The final step to improving your landscape photography of Iceland with Lightroom is to apply a vignette. The vignette is one of the most powerful ways that you can enhance your photos, as it reduces the brightness at the corners to draw the viewer’s eye into the centre of the image. This allows you to highlight your subject and to cover any distractions on the edges of the frame.
The best way to create a vignette in Lightroom is by using the Post-Crop Vignetting Tool, which is located inside the Effects tab. In this tab, you’ll see the ‘Amount’ slider, which denotes how much of the effect will be applied. The slider goes from -100 (whereby the vignette is 100% black) to +100 (the vignette is 100% white). To darken the edges of your photo, you’ll want to apply a black vignette, by pulling the slider towards the left.
Next, you can adjust the size of your vignette by using the ‘Midpoint’ slider. By sliding it towards the left, the midpoint becomes smaller, meaning that your vignette will be larger. Sliding towards the right will result in a larger midpoint and therefore a smaller vignette.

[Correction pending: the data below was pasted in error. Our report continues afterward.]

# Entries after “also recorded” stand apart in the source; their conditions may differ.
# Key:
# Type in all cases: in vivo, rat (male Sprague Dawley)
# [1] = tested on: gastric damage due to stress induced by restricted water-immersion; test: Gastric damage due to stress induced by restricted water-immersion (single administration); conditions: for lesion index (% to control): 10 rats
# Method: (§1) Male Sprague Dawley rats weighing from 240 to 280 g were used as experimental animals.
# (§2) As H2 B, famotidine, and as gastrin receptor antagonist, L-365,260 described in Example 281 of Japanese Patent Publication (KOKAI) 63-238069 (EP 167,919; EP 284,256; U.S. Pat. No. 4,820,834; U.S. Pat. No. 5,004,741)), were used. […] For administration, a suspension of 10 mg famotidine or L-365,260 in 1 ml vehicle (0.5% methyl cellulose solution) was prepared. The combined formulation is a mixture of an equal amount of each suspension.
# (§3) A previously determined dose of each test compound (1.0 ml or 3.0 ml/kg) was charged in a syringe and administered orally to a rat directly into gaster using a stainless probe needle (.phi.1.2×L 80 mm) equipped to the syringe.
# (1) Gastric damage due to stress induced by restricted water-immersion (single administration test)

The trick in applying a vignette is to make it subtle, such that the viewer will barely even notice that it is there. To do so, you’ll need to make a gentle transition from dark to bright, which is best achieved by using the ‘Feather’ slider. If you pull the Feather slider all the way to the left, the vignette will have a hard transition, whereas pulling the slider towards the right will result in a softer and less visible transition.
So there you have it – our simple Lightroom post-processing tips to help you improve your landscape photography of Iceland. Of course, post-processing can get much more complex, but these are just a few of our tried and tested techniques that will have you on your way to getting your images of Iceland ready for printing and sharing in no time.
Have you tried to use any of these tools in Lightroom? Or maybe you have some of your own tips to share with us? Leave a comment below!